Table-1: Population by Religion (Nos. in thousands). Note: There is no Census data for 1951 and 1991. The 1951 and 1991 data in the book@ are only interpolated figures between actual census values before and after

From the table it is clear that the % of Muslim population in the state has consistently been around 68%.

Assuming that each WPR family has six members we are talking of about 1.2 lakh people becoming permanent residents. Will this change demographics significantly?

Instead of giving importance to baseless protests, the NC/Congress/PDP must explain the unusual increase in number of voters in Kashmir Valley as brought out in table 2.

Table-2: Change in Demography vs. Change in Voters (Numbers in lakhs). Note: @In article Kashmir Valley is referred to as Kashmir, Jammu Region as Jammu, Ladakh Region as Ladakh.

Between 2001 and 2011 the State’s population went up by 23.6% whilst the number of voters between 2002 and 2014 went up by 14%.

In absolute terms population in Kashmir between 2001 and 2011 went up by 14.11 lakhs (25.8%) whilst increase in number of voters between 2002 and 2014 was 24.7% (7.12 lakhs). Corresponding figures for Jammu are 21% and 5%.

So the % increase in voters in Kashmir was 24.7% against only 5% in Jammu!

Note that in 2002 number of voters in Jammu were more than Kashmir by 1.41 lakhs, in 2014 Kashmir exceeds Jammu by 4.21 lakhs i.e. a swing of 5.67 lakhs.

This abnormal swing of Rs 5.67 lakhs in number of voters calls for a detailed investigation by the Central Election Commission.

This demographic bogey is a ploy by the separatists and political parties to deflect attention from their wrong doings, keep the Central Government under pressure and ensure that  WPR refugees continue to live in a state of backwardness and poverty.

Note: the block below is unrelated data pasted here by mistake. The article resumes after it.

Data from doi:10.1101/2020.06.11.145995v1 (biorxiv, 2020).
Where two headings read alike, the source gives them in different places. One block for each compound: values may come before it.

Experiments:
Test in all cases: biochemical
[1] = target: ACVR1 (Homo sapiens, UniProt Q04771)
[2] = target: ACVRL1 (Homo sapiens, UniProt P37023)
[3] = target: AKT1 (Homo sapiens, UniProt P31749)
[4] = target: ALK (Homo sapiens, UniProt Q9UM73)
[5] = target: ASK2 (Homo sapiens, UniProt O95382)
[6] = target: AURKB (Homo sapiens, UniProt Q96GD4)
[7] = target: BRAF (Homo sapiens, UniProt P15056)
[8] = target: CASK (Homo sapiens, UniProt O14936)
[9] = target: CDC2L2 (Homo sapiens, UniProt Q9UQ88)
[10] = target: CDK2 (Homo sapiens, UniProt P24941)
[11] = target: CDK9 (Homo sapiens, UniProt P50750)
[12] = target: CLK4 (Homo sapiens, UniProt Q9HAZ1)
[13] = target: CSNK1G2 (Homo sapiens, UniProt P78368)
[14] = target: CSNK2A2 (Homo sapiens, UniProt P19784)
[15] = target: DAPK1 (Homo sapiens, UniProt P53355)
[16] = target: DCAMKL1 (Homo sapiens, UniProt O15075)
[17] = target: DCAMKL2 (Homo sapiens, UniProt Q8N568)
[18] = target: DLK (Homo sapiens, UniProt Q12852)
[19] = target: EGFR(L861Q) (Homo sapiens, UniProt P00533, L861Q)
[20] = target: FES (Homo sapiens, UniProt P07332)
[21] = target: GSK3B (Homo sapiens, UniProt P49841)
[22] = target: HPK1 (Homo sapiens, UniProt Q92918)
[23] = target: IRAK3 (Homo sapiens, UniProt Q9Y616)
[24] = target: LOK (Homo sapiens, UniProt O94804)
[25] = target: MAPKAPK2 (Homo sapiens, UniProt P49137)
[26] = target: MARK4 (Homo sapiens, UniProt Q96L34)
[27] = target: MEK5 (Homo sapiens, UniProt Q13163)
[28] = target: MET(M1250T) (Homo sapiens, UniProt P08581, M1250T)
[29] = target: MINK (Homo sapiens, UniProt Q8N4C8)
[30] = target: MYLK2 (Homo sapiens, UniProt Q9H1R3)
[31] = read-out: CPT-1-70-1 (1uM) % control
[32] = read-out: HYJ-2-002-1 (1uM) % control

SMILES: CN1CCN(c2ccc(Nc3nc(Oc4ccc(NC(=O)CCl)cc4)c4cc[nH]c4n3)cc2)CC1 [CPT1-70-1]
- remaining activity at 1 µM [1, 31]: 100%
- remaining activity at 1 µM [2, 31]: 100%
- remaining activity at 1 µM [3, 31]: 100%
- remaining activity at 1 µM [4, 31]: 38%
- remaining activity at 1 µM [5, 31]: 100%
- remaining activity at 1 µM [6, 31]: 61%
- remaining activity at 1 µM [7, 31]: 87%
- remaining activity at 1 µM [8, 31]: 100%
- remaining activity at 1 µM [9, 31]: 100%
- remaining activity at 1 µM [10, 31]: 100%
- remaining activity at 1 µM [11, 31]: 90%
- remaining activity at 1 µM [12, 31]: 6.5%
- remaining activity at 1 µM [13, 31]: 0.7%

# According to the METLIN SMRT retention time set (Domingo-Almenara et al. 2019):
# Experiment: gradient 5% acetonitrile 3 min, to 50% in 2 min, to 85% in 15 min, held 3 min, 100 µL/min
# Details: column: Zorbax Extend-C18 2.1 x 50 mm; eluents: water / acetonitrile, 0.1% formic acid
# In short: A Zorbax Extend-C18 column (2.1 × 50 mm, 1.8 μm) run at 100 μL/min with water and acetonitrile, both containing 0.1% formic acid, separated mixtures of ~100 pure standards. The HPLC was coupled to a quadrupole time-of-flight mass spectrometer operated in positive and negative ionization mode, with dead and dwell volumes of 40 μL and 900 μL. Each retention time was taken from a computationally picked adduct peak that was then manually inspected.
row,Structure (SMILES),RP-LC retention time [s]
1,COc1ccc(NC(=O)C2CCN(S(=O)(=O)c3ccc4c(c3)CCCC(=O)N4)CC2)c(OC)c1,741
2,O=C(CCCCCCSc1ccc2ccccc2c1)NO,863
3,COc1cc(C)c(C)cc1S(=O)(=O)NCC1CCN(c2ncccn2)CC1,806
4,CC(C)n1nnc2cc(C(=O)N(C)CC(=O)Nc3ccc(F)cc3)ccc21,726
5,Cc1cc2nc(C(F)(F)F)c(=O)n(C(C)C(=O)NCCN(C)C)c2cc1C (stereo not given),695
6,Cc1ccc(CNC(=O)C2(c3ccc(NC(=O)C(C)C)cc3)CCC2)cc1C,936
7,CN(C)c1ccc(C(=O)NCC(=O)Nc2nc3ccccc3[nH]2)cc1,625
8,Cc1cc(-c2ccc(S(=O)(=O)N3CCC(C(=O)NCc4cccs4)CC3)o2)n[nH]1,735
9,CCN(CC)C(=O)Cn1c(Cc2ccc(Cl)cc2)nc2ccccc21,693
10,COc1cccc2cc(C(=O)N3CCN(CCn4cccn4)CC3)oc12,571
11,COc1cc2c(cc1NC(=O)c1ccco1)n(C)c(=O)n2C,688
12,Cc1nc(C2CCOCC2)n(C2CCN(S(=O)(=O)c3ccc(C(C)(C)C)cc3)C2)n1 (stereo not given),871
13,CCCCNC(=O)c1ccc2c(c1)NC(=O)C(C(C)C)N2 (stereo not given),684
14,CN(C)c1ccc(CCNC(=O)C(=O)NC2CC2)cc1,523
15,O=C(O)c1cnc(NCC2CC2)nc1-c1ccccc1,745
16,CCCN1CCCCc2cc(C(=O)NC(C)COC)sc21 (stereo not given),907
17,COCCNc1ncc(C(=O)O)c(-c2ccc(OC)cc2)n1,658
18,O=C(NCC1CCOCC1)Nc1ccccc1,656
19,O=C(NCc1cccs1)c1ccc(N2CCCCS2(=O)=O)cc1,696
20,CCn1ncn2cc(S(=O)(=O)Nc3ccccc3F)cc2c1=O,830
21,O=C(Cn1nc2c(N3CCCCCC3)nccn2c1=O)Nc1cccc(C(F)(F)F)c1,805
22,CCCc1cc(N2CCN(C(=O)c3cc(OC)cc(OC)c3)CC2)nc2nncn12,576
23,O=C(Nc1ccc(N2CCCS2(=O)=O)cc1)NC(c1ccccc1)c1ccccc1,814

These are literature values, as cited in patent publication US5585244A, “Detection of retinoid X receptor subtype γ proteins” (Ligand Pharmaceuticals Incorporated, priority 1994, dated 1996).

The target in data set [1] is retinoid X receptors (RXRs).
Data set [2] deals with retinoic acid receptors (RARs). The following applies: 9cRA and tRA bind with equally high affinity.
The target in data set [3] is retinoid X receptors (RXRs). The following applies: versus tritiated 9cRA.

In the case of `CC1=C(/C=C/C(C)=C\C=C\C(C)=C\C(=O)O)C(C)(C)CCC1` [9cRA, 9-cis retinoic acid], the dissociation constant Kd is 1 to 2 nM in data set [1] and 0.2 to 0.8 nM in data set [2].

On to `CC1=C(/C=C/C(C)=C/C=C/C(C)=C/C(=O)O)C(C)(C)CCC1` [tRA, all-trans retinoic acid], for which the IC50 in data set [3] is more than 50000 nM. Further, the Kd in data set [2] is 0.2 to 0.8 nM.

West Pakistan Refugees in a village near Jammu. (October 2014)

What is the way forward?

Since Section 140 of the State Constitution allows only a permanent resident of the State to vote in Assembly elections, the State Constitution has to be amended if WPR must become permanent residents.

Since this amendment requires a two-third majority of those present and voting in the Assembly, it is unlikely any State Government will initiate such an amendment. This would require a strong leader at the Centre to make a financially dependent State government realize the futility of such outdated provisions.

For far too long have the State and Central governments succumbed to pressure tactics and violence unleashed by separatists and those who occupy just 15.4% of the State’s land area.

When will Delhi take back the VETO POWER on J&K that Nehru, in 1947, gifted the Sunni Muslims of Kashmir Valley?

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Why and how are West Pakistan Refugees suffering and what is way Forward, 4.8 out of 5 based on 6 ratings
The views expressed are of the author and do not necessarily represent the opinions or policies of the Indian Defence Review.

About the Author

Sanjeev Nayyar

The author is a national affairs analyst.

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One thought on “Why and how are West Pakistan Refugees suffering and what is way Forward

  1. Demographics of the entire nation are changing rapidly. But nature knows how to strike a balance. Are the people residing in Kashmir today at peace after making the true inhabitants of the place homeless? As you sow so you reap.